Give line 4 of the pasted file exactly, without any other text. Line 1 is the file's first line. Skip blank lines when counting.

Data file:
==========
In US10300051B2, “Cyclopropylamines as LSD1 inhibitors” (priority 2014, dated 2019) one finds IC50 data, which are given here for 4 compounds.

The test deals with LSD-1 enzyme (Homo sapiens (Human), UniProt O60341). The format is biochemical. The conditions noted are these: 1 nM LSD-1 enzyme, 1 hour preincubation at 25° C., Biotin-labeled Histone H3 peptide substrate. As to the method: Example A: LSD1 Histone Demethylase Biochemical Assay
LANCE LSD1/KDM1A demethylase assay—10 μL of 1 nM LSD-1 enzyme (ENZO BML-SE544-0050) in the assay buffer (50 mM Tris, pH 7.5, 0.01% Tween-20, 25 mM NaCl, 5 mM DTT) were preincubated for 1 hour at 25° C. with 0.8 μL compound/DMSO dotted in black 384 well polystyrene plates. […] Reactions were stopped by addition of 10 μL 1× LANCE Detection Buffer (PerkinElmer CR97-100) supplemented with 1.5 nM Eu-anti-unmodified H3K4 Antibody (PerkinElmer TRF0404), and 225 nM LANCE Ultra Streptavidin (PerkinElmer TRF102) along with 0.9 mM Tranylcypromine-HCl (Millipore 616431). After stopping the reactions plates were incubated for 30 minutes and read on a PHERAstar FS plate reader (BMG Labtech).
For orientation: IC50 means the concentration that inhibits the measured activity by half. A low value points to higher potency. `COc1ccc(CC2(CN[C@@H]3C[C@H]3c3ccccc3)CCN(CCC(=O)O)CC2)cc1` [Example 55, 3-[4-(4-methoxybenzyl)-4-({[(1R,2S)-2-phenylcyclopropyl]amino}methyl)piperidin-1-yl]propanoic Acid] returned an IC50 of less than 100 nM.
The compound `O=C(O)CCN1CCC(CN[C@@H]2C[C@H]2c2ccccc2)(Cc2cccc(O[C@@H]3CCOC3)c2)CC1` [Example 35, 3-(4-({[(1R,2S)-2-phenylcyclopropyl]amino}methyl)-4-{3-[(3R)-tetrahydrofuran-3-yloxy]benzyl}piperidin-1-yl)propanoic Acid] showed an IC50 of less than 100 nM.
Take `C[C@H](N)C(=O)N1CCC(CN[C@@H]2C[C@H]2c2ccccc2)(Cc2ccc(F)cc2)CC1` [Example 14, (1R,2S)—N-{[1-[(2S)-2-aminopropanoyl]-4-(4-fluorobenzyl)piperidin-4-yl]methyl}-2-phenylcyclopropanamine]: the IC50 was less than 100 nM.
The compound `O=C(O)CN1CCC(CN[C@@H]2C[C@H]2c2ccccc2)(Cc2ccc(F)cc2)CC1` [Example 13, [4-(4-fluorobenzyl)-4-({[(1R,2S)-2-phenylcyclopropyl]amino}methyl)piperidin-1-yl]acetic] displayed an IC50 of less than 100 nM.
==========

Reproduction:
For orientation: IC50 means the concentration that inhibits the measured activity by half. A low value points to higher potency. `COc1ccc(CC2(CN[C@@H]3C[C@H]3c3ccccc3)CCN(CCC(=O)O)CC2)cc1` [Example 55, 3-[4-(4-methoxybenzyl)-4-({[(1R,2S)-2-phenylcyclopropyl]amino}methyl)piperidin-1-yl]propanoic Acid] returned an IC50 of less than 100 nM.